In a very real sense, what is at stake here is indeed “the sea, the whole sea” and not just one specific place. If Peter had not been able to dive in these sanctuaries, he would not have been able to purvey his observations and ideas to followers like me and my four-year-old son here in Sweden. My son would not have had his enthusiasm for cuttlefish and other organisms nourished as it has been nourished by the vividness of this blog. Such changes in small relationships with specific places ramify into larger relationships with nature. If places like Cabbage Tree Bay are opened up to fishing, the next generation of NSW citizens will have more opportunity to become Fishers or Shooters there, who might otherwise have learned to conserve, curate, and further our understanding of those marvelous creatures of the deep.

  2. David Scheel says:

    Thanks for keeping the world up to date on such issues. I’ve just visited some sites in Australia with Peter over the last few months, and Australia has some amazing marine life worth world-wide attention and protection. I am a long-time believer in no-take protection, and stories like Peter’s about its effects can be found everywhere no-take reserves have been established. Scientifically, there remains controversy about whether the effects of no-take reserves are as large as some have claimed, but they clearly are an important part of the mix in marine conservation. Given how few there are anywhere in the world, the concern over losing protection is justified.

    I wrote to both Premier O’Farrel and the EM to stress the value of no-take marine reserves in Australia and world wide. The Marine Conservation Institute has just launched (Oct 2013) the Global Ocean Refuge System, to address a shortage of no take marine reserves world wide. I hope Australia will play an international and visionary role in promoting ocean conservation, in part by restoring previous no-take protection that has recently been lifted.

  3. Jane says:

    Written to both:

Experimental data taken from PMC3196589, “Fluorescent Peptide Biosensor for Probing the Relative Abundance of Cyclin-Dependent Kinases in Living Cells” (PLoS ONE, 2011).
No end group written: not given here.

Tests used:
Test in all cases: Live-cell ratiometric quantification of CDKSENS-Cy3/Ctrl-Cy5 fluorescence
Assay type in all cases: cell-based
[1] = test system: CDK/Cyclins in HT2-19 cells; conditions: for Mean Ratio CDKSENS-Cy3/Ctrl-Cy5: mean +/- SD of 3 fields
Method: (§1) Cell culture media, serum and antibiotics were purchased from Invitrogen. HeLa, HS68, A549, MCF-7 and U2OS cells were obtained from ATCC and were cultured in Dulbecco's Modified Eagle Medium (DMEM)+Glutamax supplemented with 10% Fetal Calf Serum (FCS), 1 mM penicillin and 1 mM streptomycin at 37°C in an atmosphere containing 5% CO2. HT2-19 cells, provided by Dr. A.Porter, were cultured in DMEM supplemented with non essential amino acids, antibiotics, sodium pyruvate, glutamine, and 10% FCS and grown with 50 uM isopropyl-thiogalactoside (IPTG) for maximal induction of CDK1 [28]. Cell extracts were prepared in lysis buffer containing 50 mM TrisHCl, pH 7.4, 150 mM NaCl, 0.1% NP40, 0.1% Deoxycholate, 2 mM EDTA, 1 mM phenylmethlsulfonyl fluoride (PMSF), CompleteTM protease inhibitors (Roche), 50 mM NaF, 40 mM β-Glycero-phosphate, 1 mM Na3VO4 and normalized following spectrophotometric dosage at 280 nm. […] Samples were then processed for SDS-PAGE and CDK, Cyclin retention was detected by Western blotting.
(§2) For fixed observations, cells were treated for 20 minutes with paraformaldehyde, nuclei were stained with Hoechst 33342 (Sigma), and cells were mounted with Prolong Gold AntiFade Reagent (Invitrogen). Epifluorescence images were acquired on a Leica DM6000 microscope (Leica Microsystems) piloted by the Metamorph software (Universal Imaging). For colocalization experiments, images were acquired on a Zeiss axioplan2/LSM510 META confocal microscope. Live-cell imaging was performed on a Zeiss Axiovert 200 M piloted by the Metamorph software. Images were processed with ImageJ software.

I’m writing to express my great concern at news that restrictions on fishing in NSW coastal waters have been lifted. Lifting all restrictions across the board is a profoundly reckless way to treat these delicate ecosystems, which have been thriving thanks to the protection they’ve seen over the past decade or so. In addition, the presence of fishing lines and hooks in the water makes coastal areas less safe for swimmers and divers.
    Concessions can be made to recreational fishers without such an extreme change to the present policy. Jervis Bay in NSW has had it right: http://www.mpa.nsw.gov.au/jbmp-overview-6.html
    and http://www.mpa.nsw.gov.au/jbmp-map-01.html.
    There is a large sanctuary zone that is protected by total fishing bans, and a large habitat protection zone where line fishing is permitted, and it’s reasonable to assume that the sanctuary zones in fact maintain a nice supply of fish for the fishers in the habitat protection zone.
    This is the kind of zoning balance that should be mimicked in other areas.

  4. Ros says:

    Sent to both. Thanks for your ongoing gentle agitation for our amazing marine creatures.

    I’m writing to express my fear that the NSW government is going to allow fishing in marine sanctuaries. The vast majority of coastal areas are already available for recreational fishing and the few protected sanctuaries play an important and proven regenerative role in our marine systems.
    Please don’t sell our marine heritage for short term political advantage. I know that the Liberal party can govern with vision and leadership . Please stand firm and protect our Blueys.

    • PGS says:

      Thanks Ros. I agree that there is no reason in principle why the Liberal party should be going down this road. Apart from anything else, it makes no economic sense, given the impact it will have on tourism and the dive industry. And in places like Cabbage Tree Bay, who would want to see 10 year old kids learning to snorkel in water full of old fishing lines and fish hooks (as Jane notes in her comment)?

  5. Doug says:

    Posted to Facebook.
    emails to both contacts as follows:
    Wildlife sanctuaries are an important tool in the protection of animal and plant diversity. I’d ask that NSW retain protection of the few marine reserves. This article says it all: http://giantcuttlefish.com/?p=3982
    Thank you for your consideration.

    It’s not much but I hope it helps. Your photos and articles are always amazing. I live in the US but had the opportunity to swim in the waters around Okinawa back in the late 60’s. The water was as clear as glass and the fish were not to be believed. I really appreciate your effort to protect similar habitats. Best of luck!

    • PGS says:

      Thanks Doug. I do think this sort of contact makes a difference.

      Okinawa waters in the 60s – amazing thought.